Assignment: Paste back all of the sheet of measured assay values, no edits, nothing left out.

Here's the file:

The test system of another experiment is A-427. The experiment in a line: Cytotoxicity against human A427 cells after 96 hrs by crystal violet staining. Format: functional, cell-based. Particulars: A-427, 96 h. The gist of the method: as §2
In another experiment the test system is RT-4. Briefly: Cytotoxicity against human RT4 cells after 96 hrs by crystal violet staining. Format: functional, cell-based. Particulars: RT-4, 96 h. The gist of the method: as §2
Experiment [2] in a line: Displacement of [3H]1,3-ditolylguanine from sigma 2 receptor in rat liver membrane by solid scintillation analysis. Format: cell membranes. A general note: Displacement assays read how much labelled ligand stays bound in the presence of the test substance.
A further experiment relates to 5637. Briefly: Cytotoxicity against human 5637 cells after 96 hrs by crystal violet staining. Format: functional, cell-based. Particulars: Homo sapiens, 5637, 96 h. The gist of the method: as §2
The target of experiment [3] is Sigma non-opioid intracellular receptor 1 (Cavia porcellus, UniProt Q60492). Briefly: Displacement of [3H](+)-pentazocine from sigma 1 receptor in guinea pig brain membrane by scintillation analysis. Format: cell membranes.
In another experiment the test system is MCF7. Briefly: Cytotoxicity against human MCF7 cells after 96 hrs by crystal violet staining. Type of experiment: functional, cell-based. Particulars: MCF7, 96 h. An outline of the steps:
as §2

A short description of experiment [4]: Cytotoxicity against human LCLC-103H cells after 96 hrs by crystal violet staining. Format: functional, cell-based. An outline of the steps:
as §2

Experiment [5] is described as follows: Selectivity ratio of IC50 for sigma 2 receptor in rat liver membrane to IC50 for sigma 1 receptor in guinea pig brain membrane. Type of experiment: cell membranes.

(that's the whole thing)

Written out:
The test system of another experiment is A-427. The experiment in a line: Cytotoxicity against human A427 cells after 96 hrs by crystal violet staining. Format: functional, cell-based. Particulars: A-427, 96 h. The gist of the method: as §2
In another experiment the test system is RT-4. Briefly: Cytotoxicity against human RT4 cells after 96 hrs by crystal violet staining. Format: functional, cell-based. Particulars: RT-4, 96 h. The gist of the method: as §2
Experiment [2] in a line: Displacement of [3H]1,3-ditolylguanine from sigma 2 receptor in rat liver membrane by solid scintillation analysis. Format: cell membranes. A general note: Displacement assays read how much labelled ligand stays bound in the presence of the test substance.
A further experiment relates to 5637. Briefly: Cytotoxicity against human 5637 cells after 96 hrs by crystal violet staining. Format: functional, cell-based. Particulars: Homo sapiens, 5637, 96 h. The gist of the method: as §2
The target of experiment [3] is Sigma non-opioid intracellular receptor 1 (Cavia porcellus, UniProt Q60492). Briefly: Displacement of [3H](+)-pentazocine from sigma 1 receptor in guinea pig brain membrane by scintillation analysis. Format: cell membranes.
In another experiment the test system is MCF7. Briefly: Cytotoxicity against human MCF7 cells after 96 hrs by crystal violet staining. Type of experiment: functional, cell-based. Particulars: MCF7, 96 h. An outline of the steps:
as §2

A short description of experiment [4]: Cytotoxicity against human LCLC-103H cells after 96 hrs by crystal violet staining. Format: functional, cell-based. An outline of the steps:
as §2

Experiment [5] is described as follows: Selectivity ratio of IC50 for sigma 2 receptor in rat liver membrane to IC50 for sigma 1 receptor in guinea pig brain membrane. Type of experiment: cell membranes.